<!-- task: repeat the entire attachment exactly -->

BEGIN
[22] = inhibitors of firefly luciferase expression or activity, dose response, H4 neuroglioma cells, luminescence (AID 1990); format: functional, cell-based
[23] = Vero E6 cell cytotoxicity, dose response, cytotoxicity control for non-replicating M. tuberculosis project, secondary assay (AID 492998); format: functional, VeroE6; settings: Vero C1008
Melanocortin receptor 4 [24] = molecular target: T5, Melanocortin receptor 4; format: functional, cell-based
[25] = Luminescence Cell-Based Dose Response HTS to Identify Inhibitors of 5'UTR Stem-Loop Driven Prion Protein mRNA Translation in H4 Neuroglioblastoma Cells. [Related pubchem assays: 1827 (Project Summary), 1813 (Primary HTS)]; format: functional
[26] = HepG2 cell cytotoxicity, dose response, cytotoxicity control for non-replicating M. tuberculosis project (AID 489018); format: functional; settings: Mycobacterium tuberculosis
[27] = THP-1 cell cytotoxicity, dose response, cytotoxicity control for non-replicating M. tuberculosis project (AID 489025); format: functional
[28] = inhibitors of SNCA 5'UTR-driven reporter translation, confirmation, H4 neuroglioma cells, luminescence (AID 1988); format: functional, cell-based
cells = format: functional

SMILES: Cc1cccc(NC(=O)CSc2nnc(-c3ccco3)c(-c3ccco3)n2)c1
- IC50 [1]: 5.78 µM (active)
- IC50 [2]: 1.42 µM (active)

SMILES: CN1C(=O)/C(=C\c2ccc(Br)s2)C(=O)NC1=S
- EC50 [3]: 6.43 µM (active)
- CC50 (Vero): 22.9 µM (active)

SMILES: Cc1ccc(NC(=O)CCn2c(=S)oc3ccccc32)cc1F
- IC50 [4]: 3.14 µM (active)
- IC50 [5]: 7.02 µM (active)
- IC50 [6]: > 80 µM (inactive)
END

[22] = inhibitors of firefly luciferase expression or activity, dose response, H4 neuroglioma cells, luminescence (AID 1990); format: functional, cell-based
[23] = Vero E6 cell cytotoxicity, dose response, cytotoxicity control for non-replicating M. tuberculosis project, secondary assay (AID 492998); format: functional, VeroE6; settings: Vero C1008
Melanocortin receptor 4 [24] = molecular target: T5, Melanocortin receptor 4; format: functional, cell-based
[25] = Luminescence Cell-Based Dose Response HTS to Identify Inhibitors of 5'UTR Stem-Loop Driven Prion Protein mRNA Translation in H4 Neuroglioblastoma Cells. [Related pubchem assays: 1827 (Project Summary), 1813 (Primary HTS)]; format: functional
[26] = HepG2 cell cytotoxicity, dose response, cytotoxicity control for non-replicating M. tuberculosis project (AID 489018); format: functional; settings: Mycobacterium tuberculosis
[27] = THP-1 cell cytotoxicity, dose response, cytotoxicity control for non-replicating M. tuberculosis project (AID 489025); format: functional
[28] = inhibitors of SNCA 5'UTR-driven reporter translation, confirmation, H4 neuroglioma cells, luminescence (AID 1988); format: functional, cell-based
cells = format: functional

SMILES: Cc1cccc(NC(=O)CSc2nnc(-c3ccco3)c(-c3ccco3)n2)c1
- IC50 [1]: 5.78 µM (active)
- IC50 [2]: 1.42 µM (active)

SMILES: CN1C(=O)/C(=C\c2ccc(Br)s2)C(=O)NC1=S
- EC50 [3]: 6.43 µM (active)
- CC50 (Vero): 22.9 µM (active)

SMILES: Cc1ccc(NC(=O)CCn2c(=S)oc3ccccc32)cc1F
- IC50 [4]: 3.14 µM (active)
- IC50 [5]: 7.02 µM (active)
- IC50 [6]: > 80 µM (inactive)